Proteins are polymers of amino acids. They are complex organic compounds containing nitrogen, hydrogen, carbon, and oxygen. Proteins are abundant in our everyday food e.g. egg, soya bean, pulses, fish, milk etc. The presence of proteins can be confirmed qualitatively by using several tests, Biuret Test is one of them. Due to the presence of characteristic side chains in them, certain amino acids exhibit typical colour reactions that form the basis for their identification.
- This test also known as Piotrowski’s test.
- The biuret test is a chemical test that can be used to confirm the presence of peptide bonds in a given sample. Therefore, the biuret test can be also be used to gauge the amount of protein present in the sample.
- In this test, the presence of peptides results in the formation of pale purple coloured coordination compounds of the copper (II) ion (when the solution is sufficiently alkaline).
- It can also be recorded that the intensity of the purple colour and, hence, the absorption at 540 nm is directly proportional to the concentration of proteins in the given analyte (as a consequence of the Beer-Lambert law).
- A positive reaction for this test is also obtained when the sample carries biuret molecules ([H2N-CO]2NH) since the bonds in this molecule is related to peptide bonds.
- Biuret reagent is a type of solution which is composed of sodium hydroxide (NaOH), hydrated copper (II) sulfate, and potassium sodium tartrate.
- Sodium hydroxide provides the alkaline medium and potassium sodium tartrate is added to chelate and thus stabilize the cupric ions in the solution or to maintain their solubility in alkaline solution.
Aim of Biuret Test
- To detect the protein in the given solution.
- To confirm the presence of the peptide bond.
Principle of Biuret Test
The copper (II) present in the reaction binds itself to the nitrogen atoms that are present in the protein peptides. Since this test is not greatly disturbed by the presence of amino acids in the sample, it can be used to gauge the concentration of proteins in whole tissue samples. However, the samples of proteins that are purified via ammonium sulfate ((NH4)2SO4) precipitation are not ideal for this test since buffers like ammonia interfere with it.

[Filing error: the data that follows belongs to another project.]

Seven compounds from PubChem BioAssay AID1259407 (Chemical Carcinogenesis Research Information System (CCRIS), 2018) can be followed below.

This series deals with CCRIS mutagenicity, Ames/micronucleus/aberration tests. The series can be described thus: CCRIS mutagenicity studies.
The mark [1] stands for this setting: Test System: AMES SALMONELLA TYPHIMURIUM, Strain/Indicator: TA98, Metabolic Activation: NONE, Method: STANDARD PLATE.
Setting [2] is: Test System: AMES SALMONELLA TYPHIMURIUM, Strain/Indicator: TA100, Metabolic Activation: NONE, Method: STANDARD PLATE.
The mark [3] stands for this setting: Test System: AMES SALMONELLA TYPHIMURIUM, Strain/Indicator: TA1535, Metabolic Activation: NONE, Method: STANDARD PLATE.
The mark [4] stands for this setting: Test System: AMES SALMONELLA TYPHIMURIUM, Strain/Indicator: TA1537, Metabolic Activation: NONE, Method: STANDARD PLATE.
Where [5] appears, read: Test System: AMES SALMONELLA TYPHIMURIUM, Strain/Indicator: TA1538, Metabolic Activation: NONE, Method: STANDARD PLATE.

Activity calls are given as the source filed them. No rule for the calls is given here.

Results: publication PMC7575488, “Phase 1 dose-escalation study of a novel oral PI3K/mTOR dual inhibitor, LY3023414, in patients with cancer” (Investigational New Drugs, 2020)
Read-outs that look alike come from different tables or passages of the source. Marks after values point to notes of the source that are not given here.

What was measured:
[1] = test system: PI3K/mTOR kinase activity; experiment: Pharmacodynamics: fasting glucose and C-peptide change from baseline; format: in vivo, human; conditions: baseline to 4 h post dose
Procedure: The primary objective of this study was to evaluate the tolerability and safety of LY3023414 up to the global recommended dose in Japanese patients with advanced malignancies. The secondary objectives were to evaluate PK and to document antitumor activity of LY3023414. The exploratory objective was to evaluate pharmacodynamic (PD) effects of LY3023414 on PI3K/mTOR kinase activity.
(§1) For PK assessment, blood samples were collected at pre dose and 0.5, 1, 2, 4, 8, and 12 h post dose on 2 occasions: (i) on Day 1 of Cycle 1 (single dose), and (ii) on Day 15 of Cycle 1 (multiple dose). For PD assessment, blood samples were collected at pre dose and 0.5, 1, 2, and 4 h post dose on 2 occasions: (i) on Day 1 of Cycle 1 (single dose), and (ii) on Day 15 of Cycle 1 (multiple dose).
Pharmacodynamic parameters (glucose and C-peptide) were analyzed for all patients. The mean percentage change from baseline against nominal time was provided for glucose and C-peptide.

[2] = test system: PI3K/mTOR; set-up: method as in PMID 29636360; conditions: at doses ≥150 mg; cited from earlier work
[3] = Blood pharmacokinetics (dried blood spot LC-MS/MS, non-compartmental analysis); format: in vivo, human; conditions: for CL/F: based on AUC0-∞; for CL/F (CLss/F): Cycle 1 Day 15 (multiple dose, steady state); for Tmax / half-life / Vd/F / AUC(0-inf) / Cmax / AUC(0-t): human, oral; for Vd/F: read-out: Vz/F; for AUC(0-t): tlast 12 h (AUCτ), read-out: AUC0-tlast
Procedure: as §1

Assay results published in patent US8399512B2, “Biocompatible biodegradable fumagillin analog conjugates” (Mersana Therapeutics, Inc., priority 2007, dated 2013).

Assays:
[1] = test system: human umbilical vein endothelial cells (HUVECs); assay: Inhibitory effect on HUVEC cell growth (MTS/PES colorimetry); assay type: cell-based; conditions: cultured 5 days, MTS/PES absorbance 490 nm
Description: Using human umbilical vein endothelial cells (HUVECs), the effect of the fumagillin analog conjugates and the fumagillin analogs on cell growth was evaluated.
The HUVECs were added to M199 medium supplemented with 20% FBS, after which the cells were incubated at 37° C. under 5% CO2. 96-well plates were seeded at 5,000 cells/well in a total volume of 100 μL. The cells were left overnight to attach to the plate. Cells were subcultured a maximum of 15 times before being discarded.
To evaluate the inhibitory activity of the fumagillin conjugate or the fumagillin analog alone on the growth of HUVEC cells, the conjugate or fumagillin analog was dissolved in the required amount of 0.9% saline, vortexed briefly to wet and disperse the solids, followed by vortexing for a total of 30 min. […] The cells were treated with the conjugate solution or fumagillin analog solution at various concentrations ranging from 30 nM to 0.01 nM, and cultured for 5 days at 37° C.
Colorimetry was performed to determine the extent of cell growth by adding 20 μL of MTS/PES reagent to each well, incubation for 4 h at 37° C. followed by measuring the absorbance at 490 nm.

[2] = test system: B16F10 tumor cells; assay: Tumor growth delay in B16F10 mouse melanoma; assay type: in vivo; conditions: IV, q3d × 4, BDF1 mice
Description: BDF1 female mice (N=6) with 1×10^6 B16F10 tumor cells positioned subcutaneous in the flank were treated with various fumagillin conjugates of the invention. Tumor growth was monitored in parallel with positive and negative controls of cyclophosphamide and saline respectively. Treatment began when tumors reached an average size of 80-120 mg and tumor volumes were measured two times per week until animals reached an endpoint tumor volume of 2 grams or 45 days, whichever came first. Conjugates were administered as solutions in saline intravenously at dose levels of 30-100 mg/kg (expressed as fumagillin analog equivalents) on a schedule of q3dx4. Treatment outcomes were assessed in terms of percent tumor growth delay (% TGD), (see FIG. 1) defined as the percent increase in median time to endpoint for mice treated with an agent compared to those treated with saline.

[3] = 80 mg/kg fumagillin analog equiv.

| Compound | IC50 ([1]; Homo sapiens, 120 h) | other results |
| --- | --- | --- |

The reaction between the copper (II) ions and the nitrogens belonging to the peptide bonds results in the displacement of peptide hydrogens (as long as the environment is sufficiently alkaline).
Now, four nitrogen atoms donate lone pairs to form coordinate covalent bonds with the cupric ion (illustrated above), resulting in the formation of a chelate complex. This chelate complex has the ability to absorb light with a wavelength of 540nm, which imparts a purple colour to it. Therefore, the formation of a purple coloured complex indicates the presence of proteins in the analyte. Note that the concentration of peptide bonds in the analyte contributes to the intensity of the purple colour.
Procedure of Biuret Test
- Take 3 clean and dry test tubes.
- Add 1-2 ml of the test solution, egg albumin, and deionized water in the respective test tubes.
- Add 1-2 ml of Biuret reagent to all the test tubes.
- Shake well and allow the mixtures to stand for 5 minutes.
- Observe for any color change.
Result of Biuret Test
- Negative biuret test: No color change, i.e., the solution remains blue. Which indicates Proteins are absent within the given sample.
- Positive biuret test: The solution turns from blue to deep purple. Which indicates Proteins are present within the given sample.
Application of Biuret Test
- Biuret Test is used to detect the amount of protein in the urine.
- Biuret reaction with protein is applicable to the quantitative determination of total protein by spectrophotometric analysis.